A methodology for the resolution of cashtag collisions on Twitter – A natural language processing & data fusion approach
UNIVERSAL IDENTIFIER: http://hdl.handle.net/11093/4186
EDITED VERSION: https://linkinghub.elsevier.com/retrieve/pii/S0957417419301812
UNESCO SUBJECT: 3325 Tecnología de las Telecomunicaciones ; 1203.17 Informática
DOCUMENT TYPE: article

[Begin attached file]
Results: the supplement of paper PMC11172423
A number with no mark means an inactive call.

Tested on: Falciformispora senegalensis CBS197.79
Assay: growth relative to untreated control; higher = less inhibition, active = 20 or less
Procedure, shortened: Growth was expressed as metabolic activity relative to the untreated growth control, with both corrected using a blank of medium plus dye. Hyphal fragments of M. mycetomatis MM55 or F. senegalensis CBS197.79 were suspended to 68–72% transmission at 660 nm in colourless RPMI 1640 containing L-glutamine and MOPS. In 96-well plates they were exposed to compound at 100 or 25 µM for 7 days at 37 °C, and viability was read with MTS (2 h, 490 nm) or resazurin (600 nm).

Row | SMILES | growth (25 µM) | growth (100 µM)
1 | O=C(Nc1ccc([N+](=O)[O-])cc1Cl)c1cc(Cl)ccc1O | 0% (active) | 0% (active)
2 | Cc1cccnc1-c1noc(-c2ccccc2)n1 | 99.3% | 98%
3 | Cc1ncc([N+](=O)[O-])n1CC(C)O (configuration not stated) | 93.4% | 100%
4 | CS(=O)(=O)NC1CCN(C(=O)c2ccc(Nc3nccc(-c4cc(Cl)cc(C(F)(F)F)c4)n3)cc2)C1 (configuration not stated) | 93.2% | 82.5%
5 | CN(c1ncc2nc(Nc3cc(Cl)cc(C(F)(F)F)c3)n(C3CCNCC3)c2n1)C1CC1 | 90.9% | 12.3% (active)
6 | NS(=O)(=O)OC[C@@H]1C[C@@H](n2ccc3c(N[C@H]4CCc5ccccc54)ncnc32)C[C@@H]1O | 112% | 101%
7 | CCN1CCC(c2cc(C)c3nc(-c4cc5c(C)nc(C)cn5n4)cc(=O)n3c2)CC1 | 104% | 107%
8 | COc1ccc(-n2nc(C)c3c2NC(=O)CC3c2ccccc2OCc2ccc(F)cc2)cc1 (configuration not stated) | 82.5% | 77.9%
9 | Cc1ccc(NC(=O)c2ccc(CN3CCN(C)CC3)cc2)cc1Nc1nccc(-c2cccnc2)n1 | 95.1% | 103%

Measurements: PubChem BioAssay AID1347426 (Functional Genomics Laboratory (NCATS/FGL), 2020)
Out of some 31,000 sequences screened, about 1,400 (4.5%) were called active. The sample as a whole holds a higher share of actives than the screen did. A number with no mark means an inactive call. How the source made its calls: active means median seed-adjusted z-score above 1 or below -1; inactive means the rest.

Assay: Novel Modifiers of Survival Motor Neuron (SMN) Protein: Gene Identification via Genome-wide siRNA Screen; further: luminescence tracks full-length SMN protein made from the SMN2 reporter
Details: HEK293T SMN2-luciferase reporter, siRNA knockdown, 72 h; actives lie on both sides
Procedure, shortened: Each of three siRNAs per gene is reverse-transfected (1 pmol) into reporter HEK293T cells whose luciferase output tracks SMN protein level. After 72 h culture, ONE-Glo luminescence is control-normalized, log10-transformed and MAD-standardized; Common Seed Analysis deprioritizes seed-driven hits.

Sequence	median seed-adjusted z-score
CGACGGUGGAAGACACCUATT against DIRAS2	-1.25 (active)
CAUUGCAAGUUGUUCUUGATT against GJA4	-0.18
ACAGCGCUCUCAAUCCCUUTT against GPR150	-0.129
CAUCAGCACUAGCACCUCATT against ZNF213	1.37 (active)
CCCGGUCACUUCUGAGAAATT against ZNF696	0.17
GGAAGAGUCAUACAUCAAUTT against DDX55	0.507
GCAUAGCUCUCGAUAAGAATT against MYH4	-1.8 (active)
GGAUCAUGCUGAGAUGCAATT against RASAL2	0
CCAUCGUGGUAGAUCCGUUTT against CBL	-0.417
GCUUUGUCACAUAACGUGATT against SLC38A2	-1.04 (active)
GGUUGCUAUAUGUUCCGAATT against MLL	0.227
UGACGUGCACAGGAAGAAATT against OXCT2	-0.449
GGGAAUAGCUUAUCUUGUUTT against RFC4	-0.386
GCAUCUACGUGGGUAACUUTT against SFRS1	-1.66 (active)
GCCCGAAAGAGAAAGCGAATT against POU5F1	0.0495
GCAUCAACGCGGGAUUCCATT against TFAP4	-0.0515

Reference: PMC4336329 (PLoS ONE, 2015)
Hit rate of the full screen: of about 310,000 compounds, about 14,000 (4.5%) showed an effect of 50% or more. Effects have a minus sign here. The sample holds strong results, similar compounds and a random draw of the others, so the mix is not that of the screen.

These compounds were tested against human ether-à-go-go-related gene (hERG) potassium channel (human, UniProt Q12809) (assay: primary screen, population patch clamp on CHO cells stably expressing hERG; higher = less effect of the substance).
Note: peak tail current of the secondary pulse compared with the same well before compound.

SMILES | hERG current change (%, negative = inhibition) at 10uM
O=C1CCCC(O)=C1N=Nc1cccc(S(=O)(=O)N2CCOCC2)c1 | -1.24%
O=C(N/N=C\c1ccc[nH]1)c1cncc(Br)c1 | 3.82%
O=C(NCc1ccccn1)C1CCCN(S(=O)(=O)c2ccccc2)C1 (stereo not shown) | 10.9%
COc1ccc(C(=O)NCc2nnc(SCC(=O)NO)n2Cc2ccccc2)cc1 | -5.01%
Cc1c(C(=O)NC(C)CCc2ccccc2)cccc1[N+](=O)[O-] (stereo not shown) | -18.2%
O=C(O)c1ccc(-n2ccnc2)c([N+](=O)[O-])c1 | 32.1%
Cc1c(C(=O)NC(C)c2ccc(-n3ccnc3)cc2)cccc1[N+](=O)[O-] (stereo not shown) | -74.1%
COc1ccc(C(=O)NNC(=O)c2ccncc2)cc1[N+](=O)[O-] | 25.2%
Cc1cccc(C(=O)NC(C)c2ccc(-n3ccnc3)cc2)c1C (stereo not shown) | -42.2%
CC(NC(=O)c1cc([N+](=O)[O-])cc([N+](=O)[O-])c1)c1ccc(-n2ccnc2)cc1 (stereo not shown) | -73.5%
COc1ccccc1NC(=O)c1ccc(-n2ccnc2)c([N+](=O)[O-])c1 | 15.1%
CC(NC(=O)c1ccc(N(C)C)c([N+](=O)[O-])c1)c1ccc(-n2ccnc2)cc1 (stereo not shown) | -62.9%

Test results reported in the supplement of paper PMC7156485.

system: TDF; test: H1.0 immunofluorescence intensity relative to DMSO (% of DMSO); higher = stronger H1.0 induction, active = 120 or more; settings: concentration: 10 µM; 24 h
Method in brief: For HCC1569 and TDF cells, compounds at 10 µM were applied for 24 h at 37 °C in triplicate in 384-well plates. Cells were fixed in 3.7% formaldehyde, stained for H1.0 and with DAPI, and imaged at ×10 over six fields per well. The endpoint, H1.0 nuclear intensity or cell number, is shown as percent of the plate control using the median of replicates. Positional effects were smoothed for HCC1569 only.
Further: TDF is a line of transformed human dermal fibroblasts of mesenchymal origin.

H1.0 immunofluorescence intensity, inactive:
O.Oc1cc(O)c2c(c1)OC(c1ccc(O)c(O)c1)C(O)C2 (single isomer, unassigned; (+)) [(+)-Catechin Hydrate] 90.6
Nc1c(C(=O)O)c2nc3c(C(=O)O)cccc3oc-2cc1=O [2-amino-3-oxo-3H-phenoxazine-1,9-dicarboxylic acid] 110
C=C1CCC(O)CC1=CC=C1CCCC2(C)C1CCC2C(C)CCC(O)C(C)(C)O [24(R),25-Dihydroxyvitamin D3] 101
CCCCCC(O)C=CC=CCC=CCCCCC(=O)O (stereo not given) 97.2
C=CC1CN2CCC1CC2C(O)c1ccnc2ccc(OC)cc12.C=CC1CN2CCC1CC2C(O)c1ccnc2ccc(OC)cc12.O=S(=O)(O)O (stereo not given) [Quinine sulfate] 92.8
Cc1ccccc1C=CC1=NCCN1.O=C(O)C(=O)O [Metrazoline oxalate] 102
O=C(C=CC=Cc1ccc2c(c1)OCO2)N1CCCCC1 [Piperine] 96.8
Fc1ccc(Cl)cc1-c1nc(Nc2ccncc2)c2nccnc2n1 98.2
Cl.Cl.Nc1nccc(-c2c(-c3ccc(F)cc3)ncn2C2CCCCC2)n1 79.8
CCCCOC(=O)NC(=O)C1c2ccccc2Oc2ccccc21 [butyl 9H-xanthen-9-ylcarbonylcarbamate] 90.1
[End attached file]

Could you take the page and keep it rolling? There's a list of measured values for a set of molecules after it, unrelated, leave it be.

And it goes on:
Investors utilise social media such as Twitter as a means of sharing news surrounding financials stocks listed on international stock exchanges. Company ticker symbols are used to uniquely identify companies listed on stock exchanges and can be embedded within tweets to create clickable hyperlinks referred to as cashtags, allowing investors to associate their tweets with specific companies. The main limitation is that identical ticker symbols are present on exchanges all over the world, and when searching for such cashtags on Twitter, a stream of tweets is returned which match any company in which the cashtag refers to - we refer to this as a cashtag collision. The presence of colliding cashtags could sow confusion for investors seeking news regarding a specific company. A resolution to this issue would benefit investors who rely on the speediness of tweets for financial information, saving them precious time. We propose a methodology to resolve this problem which combines Natural Language Processing and Data Fusion to construct company-specific corpora to aid in the detection and resolution of colliding cashtags, so that tweets can be classified as being related to a specific stock exchange or not. Supervised machine learning classifiers are trained twice on each tweet – once on a count vectorisation of the tweet text, and again with the assistance of features contained in the company-specific corpora. We validate the cashtag collision methodology by carrying out an experiment involving companies listed on the London Stock Exchange. Results show that several machine learning classifiers benefit from the use of the custom corpora, yielding higher classification accuracy in the prediction and resolution of colliding cashtags.
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